600 California Companies Will Soon Need Female Boardmembers

600 California Companies Will Soon Need Female Boardmembers

There's about to be a slew of board level positions open for women this year.

Under California state law, public companies such as Warner Music Group must have three female board members, if their board has six or more members, by the end of the year. There are over 600 public companies in California that will need to fill a total of about 600 board seats with women, estimates Betsy Berkhemer-Credaire, chief executive of 50/50 Women on Boards.

"More women are getting on boards in the state of California now than ever before," said Berkhemer-Credaire, who was instrumental in pushing the 2018 state law.

The bill does not apply beyond California, but it's being noticed by corporate America, she said.

Of the 221 board seats at the 25 largest companies that went public last year, 64 of them were held by women, according to a study released last month by 50/50 Women on Boards. That amounts to 24% of all the board seats, and is almost a 2% increase from the previous year.

Only one company, a business analytics group from New Jersey, Dun & Bradstreet, had no female directors when it went public last year. Six other companies went public with only one woman on board.

Betsy Berkhemer-Credaire is the chief executive of 50/50 Women on Boards.

Though the gains appear small, it marks a 10% increase of female board members in the top 25 IPOs since 2015. The national average of women on boards across Russell 3000 companies — an index of the largest U.S. companies — is 22.6%.

In 2020, for the first time, IPOs did better than established public companies in terms of female representation on their boards.

Two of the 25 largest IPOs of 2020 were from Southern California — GoodRX and Warner Music Group. Both companies meet the bill's requirements, but Warner Music Group will have to make room for another female board member by the year's end in order to meet the requirement for this year. Neither of the companies responded for comment.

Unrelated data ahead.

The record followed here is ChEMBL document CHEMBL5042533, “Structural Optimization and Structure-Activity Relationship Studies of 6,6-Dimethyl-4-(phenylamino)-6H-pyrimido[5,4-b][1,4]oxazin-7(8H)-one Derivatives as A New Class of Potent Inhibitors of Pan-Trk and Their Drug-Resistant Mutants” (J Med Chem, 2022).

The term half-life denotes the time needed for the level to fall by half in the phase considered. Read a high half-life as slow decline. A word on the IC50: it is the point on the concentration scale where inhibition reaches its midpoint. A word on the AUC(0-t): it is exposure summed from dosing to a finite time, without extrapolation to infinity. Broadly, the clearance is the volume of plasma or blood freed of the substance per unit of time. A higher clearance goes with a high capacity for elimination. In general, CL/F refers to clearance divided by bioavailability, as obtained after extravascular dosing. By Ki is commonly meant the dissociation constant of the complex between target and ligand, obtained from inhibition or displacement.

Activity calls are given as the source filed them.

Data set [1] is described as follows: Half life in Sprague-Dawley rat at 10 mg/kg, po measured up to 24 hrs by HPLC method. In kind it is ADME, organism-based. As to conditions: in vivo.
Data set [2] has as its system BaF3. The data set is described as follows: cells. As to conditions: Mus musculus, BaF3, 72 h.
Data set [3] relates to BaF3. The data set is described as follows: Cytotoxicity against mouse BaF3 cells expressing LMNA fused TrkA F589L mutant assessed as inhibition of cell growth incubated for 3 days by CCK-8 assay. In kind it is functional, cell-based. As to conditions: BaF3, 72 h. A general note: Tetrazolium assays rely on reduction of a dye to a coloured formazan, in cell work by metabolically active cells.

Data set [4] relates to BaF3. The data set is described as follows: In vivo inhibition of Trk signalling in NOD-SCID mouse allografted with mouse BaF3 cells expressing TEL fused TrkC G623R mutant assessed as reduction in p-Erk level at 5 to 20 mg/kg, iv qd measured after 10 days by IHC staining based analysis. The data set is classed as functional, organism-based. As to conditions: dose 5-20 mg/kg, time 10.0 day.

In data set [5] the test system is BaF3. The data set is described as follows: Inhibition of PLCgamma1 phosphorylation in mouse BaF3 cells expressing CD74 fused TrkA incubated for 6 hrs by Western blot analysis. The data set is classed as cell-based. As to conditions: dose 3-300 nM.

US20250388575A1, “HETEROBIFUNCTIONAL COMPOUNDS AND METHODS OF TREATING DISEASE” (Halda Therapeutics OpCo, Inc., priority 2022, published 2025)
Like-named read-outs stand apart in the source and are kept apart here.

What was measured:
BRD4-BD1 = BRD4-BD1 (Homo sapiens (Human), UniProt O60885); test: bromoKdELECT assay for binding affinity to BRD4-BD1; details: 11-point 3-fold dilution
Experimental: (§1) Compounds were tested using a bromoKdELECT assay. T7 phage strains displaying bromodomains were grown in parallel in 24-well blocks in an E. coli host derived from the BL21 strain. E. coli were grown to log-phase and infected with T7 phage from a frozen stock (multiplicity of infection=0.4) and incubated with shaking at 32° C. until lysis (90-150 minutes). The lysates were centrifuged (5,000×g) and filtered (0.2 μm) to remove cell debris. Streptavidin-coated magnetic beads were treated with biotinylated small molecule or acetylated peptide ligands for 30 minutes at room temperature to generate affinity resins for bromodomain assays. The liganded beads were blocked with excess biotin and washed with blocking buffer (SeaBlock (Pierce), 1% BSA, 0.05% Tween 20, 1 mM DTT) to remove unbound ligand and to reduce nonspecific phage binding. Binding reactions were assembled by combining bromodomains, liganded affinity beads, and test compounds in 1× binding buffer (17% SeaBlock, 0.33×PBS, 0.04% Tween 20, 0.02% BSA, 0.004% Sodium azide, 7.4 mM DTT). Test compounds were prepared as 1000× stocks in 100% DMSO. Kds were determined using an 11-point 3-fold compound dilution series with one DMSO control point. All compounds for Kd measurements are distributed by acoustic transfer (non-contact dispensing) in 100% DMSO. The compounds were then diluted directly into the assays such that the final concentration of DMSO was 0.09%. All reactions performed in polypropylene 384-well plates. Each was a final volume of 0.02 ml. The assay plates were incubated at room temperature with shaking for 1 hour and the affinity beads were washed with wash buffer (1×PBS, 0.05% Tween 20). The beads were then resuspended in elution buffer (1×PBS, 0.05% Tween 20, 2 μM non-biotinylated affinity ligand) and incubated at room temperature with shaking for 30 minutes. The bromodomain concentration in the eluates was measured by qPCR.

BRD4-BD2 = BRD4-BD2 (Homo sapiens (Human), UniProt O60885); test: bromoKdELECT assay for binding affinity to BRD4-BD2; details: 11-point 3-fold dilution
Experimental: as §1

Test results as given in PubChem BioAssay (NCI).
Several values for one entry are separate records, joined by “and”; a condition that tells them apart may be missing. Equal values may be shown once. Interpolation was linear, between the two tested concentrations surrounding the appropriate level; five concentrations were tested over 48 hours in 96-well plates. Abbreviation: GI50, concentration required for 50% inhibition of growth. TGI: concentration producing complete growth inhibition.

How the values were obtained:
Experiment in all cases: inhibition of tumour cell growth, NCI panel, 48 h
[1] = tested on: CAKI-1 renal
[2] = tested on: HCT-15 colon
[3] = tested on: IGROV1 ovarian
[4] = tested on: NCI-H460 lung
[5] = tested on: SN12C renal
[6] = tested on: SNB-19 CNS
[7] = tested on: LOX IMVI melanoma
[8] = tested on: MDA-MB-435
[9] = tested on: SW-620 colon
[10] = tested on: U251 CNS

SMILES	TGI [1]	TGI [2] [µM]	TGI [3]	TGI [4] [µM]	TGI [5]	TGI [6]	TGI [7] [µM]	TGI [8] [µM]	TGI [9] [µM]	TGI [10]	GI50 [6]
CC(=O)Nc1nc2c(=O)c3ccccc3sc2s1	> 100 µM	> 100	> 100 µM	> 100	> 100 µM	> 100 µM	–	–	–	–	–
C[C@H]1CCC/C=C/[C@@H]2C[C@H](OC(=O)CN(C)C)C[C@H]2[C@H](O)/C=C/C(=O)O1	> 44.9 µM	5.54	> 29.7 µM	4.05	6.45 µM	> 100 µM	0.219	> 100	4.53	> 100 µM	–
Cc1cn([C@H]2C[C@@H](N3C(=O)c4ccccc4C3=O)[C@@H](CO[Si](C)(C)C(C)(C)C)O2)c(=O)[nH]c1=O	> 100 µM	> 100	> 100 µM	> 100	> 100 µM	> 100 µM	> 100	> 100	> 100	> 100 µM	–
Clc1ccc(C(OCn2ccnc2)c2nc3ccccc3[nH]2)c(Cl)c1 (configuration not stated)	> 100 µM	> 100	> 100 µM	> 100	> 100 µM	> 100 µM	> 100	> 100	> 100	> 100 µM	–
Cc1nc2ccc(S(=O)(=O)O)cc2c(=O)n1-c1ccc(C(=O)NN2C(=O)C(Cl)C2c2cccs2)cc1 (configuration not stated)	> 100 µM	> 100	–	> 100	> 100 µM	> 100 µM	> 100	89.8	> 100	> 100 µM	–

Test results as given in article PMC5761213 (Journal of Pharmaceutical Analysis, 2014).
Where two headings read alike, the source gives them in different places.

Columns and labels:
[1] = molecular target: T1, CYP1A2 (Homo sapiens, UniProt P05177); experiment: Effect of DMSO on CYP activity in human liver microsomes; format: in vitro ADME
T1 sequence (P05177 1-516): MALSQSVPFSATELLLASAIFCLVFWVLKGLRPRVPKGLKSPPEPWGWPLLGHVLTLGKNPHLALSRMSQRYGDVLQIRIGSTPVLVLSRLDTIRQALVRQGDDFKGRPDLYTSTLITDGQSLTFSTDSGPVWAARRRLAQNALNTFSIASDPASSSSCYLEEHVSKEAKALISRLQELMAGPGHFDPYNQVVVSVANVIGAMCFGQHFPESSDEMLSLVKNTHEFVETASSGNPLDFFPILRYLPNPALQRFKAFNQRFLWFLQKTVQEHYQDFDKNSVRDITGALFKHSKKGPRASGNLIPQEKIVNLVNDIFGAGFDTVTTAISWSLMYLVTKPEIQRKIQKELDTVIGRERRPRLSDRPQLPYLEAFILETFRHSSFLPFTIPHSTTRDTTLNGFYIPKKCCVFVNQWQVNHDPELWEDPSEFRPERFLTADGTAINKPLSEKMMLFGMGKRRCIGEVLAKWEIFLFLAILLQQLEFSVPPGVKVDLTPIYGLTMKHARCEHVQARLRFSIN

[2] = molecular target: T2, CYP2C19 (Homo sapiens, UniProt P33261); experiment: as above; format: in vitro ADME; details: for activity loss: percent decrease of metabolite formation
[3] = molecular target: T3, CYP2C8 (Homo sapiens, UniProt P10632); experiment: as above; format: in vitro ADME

Berkhemer-Credaire said getting on a board depends on personal and business connections and relationships. Women in Los Angeles, she said, are at an advantage because there are so many promising startups and private companies that could go public.

"What's unique about Los Angeles is it is entrepreneurial. There are more opportunities to be on boards of private equity-owned firms that are pre IPO, or startups that are quite pre-IPO," said Betsy Berkhemer-Credaire, chief executive of 50/50 Women on Boards.

Berkhemer-Credaire said there have been a few similar laws in other states, which she characterized as "watered down" versions of California's bill. She doesn't expect any additional legislation to follow.

But late last year, Nasdaq filed a proposal with the Securities and Exchange Commission that would require all companies listed on its stock exchange to have a female director and a director that is LGBTQ+ or an underrepresented community within the next four years. Companies with five or fewer board members are only required to have one director from a diverse background.

California also passed another bill late last year that additionally requires a board member from an underrepresented community, "who self-identifies as Black, African American, Hispanic, Latino, Asian, Pacific Islander, Native American, Native Hawaiian or Alaska Native, or who self-identifies as gay, lesbian, bisexual or transgender."

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Sam primarily covers entertainment and media for dot.LA. Previously he was Marjorie Deane Fellow at The Economist, where he wrote for the business and finance sections of the print edition. He has also worked at the XPRIZE Foundation, U.S. Government Accountability Office, KCRW, and MLB Advanced Media (now Disney Streaming Services). He holds an MBA from UCLA Anderson, an MPP from UCLA Luskin and a BA in History from University of Michigan. Email him at samblake@dot.LA and find him on Twitter @hisamblake


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